No Ordinary Break
This bone has the anatomic disadvantages of having poor blood supply, as well as being nestled within the wrist. When injured, this can feel like a simple wrist sprain. If the pain does not quickly resolve, then there may be a concern for a scaphoid fracture.
Assuming you already know the basic anatomy of the wrist, we will jump ahead to one specific bone that sits at the base of the thumb and the forearm- the scaphoid, or sometimes called navicular bone. This bone is the most frequently fractured carpal bone. Injuries to the scaphoid commonly occur with falling on an outstretched hand, or jamming the wrist during a high intensity activity.
These fractures, if left untreated, can have some profound effects on the structure of the wrist. When the scaphoid is fractured it typically breaks at the middle, or ‘the waist’. The scaphoid has one main artery supplying blood to the lower portion, so if the blood supply is interrupted, then nonunion can occur. This means the bone will either die (via necrosis), or wither up like a dissolving malted milk ball.
Given the poor blood supply status of the scaphoid, healing is always a major factor. While in the healing phase, physicians will encourage tobacco cessation and sometimes even caffeine cessation. Nicotine is a stimulant which increases heart rate, raises blood pressure, and is a vasoconstrictor- which means it makes arteries in the body contract, thus allowing less blood flow through that area. Caffeine is also a vasoconstrictor but requires large volumes of caffeine to be detrimental to healing.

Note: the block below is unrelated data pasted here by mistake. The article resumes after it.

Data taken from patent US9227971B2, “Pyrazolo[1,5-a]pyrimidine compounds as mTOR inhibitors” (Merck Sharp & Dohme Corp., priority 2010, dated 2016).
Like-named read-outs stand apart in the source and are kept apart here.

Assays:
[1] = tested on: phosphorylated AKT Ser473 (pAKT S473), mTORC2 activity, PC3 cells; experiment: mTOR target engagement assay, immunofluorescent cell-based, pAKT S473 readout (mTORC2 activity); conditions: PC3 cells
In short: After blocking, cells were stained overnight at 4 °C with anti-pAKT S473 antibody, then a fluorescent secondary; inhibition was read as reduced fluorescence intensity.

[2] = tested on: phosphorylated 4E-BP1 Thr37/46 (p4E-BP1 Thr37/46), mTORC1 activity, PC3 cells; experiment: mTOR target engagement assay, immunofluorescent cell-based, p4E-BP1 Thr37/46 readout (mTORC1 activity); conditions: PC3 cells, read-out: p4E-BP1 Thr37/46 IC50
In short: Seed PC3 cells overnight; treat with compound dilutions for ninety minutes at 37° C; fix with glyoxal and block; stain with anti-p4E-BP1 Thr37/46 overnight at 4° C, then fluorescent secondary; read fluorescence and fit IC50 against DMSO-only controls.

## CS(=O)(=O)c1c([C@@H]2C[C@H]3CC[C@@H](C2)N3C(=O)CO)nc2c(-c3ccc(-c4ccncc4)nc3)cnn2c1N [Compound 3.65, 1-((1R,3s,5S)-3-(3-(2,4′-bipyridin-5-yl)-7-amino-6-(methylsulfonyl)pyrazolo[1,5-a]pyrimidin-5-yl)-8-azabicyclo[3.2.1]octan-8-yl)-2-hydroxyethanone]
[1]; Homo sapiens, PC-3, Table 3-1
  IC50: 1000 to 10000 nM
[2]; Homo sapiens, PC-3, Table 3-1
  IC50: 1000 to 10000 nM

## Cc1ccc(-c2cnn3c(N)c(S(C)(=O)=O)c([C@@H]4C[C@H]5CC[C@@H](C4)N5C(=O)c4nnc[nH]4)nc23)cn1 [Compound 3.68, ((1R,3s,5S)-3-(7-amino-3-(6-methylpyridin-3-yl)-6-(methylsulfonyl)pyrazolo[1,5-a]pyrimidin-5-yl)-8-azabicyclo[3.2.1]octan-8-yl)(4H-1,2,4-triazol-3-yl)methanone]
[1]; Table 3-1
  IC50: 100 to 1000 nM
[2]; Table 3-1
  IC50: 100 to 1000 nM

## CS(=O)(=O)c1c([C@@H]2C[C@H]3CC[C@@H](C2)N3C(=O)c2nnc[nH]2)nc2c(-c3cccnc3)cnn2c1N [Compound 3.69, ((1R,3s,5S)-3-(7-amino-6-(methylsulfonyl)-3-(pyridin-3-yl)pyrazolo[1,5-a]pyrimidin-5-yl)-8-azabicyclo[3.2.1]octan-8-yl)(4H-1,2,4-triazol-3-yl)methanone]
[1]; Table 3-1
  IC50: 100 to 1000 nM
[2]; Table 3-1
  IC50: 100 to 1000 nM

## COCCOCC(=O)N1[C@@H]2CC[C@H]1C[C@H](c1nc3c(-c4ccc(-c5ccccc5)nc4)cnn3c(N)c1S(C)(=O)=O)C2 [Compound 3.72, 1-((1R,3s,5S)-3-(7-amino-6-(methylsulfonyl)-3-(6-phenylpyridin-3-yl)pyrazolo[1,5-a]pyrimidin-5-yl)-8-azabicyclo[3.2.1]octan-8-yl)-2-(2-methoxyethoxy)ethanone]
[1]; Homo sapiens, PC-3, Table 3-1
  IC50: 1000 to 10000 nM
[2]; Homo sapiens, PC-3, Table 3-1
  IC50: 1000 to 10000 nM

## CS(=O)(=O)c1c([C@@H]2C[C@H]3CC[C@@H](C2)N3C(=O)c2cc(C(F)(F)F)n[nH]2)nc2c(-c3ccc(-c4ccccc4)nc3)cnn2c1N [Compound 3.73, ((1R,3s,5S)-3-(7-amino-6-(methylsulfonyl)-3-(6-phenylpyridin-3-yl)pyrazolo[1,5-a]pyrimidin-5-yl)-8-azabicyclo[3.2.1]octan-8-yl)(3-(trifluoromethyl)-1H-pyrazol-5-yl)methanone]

We know now that the scaphoid is a bad healer, so why don’t we just let it die and move on with life?
The wrist bones are precariously placed, much like marbles in a jar. If you take one marble out of the bottom the rest of the marbles with shift to fill that missing spot. Should this occur in the wrist, bones will start to rub, wear, and grind unnaturally- causing an acceleration of arthritis which translates to pain and loss of function.
If a scaphoid fracture is caught early enough, proper treatments, such as immobilization, bones stimulator use, or surgical intervention can be done to aid in healing. Even then, these fractures are difficult to heal. It is important to see an orthopedic surgeon for proper evaluation as these fractures are not easily diagnosed.
By Stephanie Jones